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On July 25, 1997, one dropped chance in an Ashes Test at Headingley was to go on and effect not only the match and series outcome, but also the career of a player. Jaideep Vaidya goes through the happenings of the day.
It was an odd day of on-field and off-field action. Being the Saturday of Test match cricket at Headingley, it was the traditional Fancy Dress Day in the stands. The crowds in the usually raucous Western Terrace were having a gala time. Fun-loving Yorkshiremen love nothing better than dressing up and had turned up in the most colourful and distinctive avatar they could conceive.
However, it all went awry when a pantomime cow decided to graze along the boundary. Some over-enthusiastic security guards charged over and crash-tackled the poor ‘creature’ to the ground. The rear end of the cow, that went by the name of Branco Risek, needed treatment on ‘its’ back and considered legal options. Meanwhile, a carrot, that preferred to be called Brian Cheesman and who also wandered around universities delivering lectures in ‘its’ free time, was frog-marched out of the ground for alleged drunken and abusive behaviour — a charge that ‘it’ vehemently denied.
However, perhaps not even Risek and Cheesman were as hurt as a certain Mike Smith at the end of the day. Picked from Gloucestershire for his Test debut, Smith would go down to become one of the most unfortunate characters associated with the game.
The two teams were coming into the fourth Test at Headingley with the six-match series drawn at 1-1. Australian skipper Mark Taylor won his fourth consecutive toss and elected to bowl first on a green pitch and an overcast sky above, hoping his bowlers would make the best out of the conditions. However, the England batsmen did well in the 36 overs that the rains permitted to be bowled on the first day. The hosts took stumps at 106 for three with captain Mike Atherton and nightwatchman Dean Headley at the crease. So far, so good.
On Day Two, Saturday, Headley started off with a couple of cracking boundaries. However, this was when a 22-year-old Jason Gillespie decided to tear through the English line-up. Headley didn’t last long in the morning, before Gillespie caught Atherton at long leg off the bowling of Glenn McGrath. Gillespie then bowled over the remaining five brittle and helpless English pins in just 18 overs, as England’s innings ended at 172 all-out. Gillespie finished with career-best figures of seven for 37 after a couple of deadly spells of fast swing bowling.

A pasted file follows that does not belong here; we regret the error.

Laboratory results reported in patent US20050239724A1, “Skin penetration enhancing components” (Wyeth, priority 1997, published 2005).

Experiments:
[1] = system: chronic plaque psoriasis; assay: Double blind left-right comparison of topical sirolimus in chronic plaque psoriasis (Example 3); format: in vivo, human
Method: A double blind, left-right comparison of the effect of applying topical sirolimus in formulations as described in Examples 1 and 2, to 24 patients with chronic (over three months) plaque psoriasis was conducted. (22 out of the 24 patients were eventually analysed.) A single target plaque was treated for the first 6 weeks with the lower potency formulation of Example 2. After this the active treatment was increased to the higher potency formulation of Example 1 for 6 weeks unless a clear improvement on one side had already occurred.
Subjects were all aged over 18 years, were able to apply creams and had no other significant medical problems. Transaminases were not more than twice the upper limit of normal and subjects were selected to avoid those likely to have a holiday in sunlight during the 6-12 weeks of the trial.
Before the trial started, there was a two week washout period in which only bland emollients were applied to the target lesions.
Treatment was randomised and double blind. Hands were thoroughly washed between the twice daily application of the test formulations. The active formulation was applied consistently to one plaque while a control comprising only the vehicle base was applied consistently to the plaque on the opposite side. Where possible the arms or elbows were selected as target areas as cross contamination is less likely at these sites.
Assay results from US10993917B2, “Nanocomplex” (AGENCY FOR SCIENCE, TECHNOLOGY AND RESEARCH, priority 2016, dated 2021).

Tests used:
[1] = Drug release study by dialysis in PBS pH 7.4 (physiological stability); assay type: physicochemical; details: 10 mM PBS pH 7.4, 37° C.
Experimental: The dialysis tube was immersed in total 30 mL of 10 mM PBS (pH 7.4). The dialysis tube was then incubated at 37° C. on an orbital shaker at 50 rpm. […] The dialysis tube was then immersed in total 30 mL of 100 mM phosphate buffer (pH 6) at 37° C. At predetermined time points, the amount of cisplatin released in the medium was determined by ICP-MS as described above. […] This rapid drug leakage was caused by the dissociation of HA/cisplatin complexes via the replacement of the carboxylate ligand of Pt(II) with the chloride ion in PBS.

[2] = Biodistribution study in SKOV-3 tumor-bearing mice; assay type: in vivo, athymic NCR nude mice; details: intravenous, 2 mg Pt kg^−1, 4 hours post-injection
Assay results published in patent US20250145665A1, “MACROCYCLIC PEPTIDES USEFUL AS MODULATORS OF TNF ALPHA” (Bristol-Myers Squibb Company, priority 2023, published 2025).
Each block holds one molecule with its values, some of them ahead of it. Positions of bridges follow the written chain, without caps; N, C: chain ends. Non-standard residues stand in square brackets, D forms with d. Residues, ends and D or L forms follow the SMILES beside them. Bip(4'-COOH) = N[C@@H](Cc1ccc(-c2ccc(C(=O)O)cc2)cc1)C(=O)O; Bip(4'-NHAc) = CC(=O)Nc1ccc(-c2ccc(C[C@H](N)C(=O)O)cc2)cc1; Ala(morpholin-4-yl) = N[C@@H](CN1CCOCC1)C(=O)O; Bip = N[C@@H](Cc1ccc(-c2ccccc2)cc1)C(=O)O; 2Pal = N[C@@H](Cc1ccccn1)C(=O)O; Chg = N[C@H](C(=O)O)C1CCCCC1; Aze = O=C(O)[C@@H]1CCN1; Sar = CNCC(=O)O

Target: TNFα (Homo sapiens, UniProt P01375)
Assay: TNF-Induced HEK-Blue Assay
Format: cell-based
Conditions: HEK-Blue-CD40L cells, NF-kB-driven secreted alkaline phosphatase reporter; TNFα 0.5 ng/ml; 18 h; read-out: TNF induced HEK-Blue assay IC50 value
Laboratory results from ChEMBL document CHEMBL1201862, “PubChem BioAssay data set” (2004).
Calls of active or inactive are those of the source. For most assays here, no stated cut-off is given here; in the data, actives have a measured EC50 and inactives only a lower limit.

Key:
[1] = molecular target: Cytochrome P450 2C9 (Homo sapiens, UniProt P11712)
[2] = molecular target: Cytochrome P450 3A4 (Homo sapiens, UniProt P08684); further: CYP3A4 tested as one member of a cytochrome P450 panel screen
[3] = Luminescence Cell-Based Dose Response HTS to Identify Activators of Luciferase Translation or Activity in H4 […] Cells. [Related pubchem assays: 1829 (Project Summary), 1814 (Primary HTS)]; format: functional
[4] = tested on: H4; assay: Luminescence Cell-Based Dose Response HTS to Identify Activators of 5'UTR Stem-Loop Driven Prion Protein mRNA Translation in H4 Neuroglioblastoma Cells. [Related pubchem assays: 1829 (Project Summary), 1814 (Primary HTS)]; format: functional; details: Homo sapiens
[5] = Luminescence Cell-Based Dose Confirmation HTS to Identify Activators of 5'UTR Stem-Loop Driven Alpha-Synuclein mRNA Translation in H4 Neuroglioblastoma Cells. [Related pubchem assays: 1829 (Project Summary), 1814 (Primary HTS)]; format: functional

Australia did no better in their first 18 overs, and were tottering at 50 for four, after Headley dismissed Steve Waugh for four runs. The tourists had lost all their senior batsmen and at the crease were two youngsters playing in their first-ever Ashes series: Matthew Elliott, 25, and Ricky Ponting, 22. It could have well been 50 for five had Elliott, batting on 29, not experienced a stroke of luck that would go on to change his fortunes and that of his team and the series itself.
Smith ran in to bowl is left-arm pace, bounced and cramped Elliott for room and got him to edge straight towards Graham Thorpe stationed at first slip. It was a regulation catch — a dolly. The ball lobbed towards Thorpe’s face; he thrust his hands upwards in front of his face to take it, but the ball just bounced off his palms and went over his head before dropping to the ground. Thorpe could not believe it, so couldn’t Elliott, and most importantly Smith, who had missed out on his first Test wicket.
Elliott would go on to make England pay for their lapse. What should have been a scoreless partnership went on to be unbeaten through the day as Australia reached stumps at 258 for four, with Elliott scoring his second century of the series and his career, and Ponting ending on 86 not out. The next day, Ponting reached his ton as the duo batted on. Elliott went on to occupy the crease for seven and a half hours and faced 351 balls, hitting three sixes and 23 fours, before being bowled one short of a brilliant double century, via a swinging yorker from Darren Gough.
Ponting’s 127, on the other hand, had come on his Ashes debut and was one that epitomised the occasion. The 22-year-old had harshly been omitted for the previous eight Tests and had been itching for a chance for seven months. He hit 16 fours and a six, displaying what would go on to be his trademark pulls and drives with flair. Together, Elliott and Ponting added 268 for the fifth wicket in 263 minutes, and Elliott also shared half-century partnerships with Ian Healy and Paul Reiffel.
From 50 for four, and what should have been 50 for five, Australia piled on 501 for nine, before declaring. They went on to win by an innings and took a 2-1 lead in the series. As for Smith, he ended up wicketless in the match and never played a Test match again. Australia also won the next Test at Nottingham, before England pulled one back to end the series 3-2 in the visitors’ favour.
In the 1936-37 Ashes, Walter Robins had dropped Sir Don Bradman and said, “Sorry” to his captain, Gubby Allen, who calmly replied, “Don’t worry, you’ve just cost us the Ashes, that’s all.” As it later came to be known, Atherton did an Allen 60 years later when he told Thorpe, “Don’t worry, Thorpey, you’ve only cost us the Ashes.”
England172 (Michael Artherton 41; Jason Gillespie 7 for 37) and 268 (Nasser Hussain 105, John Crawley 72) lost to Australia 501 (Matthew Elliott 199, Ricky Ponting 127; Darren Gough 5 for 149) by innings and 61 runs.
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